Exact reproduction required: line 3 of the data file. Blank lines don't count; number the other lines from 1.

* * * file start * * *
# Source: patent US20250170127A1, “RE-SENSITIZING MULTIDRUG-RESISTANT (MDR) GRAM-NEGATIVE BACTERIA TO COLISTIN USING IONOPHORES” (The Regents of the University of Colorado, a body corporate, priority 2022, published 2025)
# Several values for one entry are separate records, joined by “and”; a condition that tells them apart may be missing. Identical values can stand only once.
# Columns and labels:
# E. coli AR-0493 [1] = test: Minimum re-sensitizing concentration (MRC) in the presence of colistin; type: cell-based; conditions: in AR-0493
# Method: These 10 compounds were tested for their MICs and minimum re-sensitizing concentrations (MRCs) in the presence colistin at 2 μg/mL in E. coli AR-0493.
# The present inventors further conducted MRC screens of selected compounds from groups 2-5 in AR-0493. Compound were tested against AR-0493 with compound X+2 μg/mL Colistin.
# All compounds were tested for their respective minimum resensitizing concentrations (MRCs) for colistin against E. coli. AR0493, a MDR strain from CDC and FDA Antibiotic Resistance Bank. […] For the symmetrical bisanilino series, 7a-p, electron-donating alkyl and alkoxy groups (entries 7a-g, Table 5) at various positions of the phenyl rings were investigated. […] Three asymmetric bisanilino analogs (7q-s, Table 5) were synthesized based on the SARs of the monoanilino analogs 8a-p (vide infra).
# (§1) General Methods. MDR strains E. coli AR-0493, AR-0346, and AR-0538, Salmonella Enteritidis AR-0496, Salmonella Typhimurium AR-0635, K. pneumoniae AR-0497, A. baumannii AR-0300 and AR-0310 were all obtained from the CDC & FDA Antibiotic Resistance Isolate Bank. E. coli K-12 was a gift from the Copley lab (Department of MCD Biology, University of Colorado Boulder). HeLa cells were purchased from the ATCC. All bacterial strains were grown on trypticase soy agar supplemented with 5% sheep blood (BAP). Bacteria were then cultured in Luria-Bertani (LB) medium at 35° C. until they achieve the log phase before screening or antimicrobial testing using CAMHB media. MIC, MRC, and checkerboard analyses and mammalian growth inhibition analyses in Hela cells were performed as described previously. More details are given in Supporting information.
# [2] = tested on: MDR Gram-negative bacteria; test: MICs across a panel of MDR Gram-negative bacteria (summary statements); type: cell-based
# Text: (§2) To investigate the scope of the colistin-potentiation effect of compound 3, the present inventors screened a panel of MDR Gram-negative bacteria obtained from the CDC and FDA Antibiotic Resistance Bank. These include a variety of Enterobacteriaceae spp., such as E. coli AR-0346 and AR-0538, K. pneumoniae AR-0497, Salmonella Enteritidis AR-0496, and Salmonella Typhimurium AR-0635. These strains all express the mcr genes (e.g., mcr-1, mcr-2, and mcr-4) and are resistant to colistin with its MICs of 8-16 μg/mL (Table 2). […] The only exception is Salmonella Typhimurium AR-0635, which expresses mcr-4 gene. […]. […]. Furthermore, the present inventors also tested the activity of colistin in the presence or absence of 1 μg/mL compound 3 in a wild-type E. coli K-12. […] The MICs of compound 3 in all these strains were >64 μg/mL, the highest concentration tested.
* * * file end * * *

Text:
# Columns and labels: